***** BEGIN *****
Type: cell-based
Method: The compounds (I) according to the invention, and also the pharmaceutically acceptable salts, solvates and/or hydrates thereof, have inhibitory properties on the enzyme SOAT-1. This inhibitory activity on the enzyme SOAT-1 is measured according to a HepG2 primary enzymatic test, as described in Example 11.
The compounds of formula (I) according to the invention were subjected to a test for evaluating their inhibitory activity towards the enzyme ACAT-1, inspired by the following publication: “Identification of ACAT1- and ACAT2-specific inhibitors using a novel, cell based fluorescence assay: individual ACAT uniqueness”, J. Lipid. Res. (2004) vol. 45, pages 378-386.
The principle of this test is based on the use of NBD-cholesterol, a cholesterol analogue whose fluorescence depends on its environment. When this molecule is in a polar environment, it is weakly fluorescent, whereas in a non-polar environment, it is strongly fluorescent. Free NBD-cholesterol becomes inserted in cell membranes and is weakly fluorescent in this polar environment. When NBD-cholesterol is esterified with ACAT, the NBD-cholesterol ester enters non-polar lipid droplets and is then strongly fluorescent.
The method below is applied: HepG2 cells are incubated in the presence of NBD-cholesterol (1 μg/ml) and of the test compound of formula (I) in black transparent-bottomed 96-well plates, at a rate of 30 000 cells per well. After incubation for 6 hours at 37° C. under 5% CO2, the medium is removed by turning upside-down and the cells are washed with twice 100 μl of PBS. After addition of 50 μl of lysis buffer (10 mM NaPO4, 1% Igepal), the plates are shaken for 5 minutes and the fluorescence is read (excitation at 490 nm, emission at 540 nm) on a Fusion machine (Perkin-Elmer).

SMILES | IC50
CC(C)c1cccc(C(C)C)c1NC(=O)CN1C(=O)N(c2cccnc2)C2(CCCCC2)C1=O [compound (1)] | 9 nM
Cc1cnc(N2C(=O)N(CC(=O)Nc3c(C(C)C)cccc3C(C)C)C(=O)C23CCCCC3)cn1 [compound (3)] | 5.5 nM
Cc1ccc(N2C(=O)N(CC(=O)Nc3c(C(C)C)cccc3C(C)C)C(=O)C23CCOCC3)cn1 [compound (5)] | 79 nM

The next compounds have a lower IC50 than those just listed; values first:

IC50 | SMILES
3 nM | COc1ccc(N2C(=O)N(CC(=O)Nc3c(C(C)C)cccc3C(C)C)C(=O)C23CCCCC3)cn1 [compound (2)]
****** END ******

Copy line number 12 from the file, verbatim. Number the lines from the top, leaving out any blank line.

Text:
3 nM | COc1ccc(N2C(=O)N(CC(=O)Nc3c(C(C)C)cccc3C(C)C)C(=O)C23CCCCC3)cn1 [compound (2)]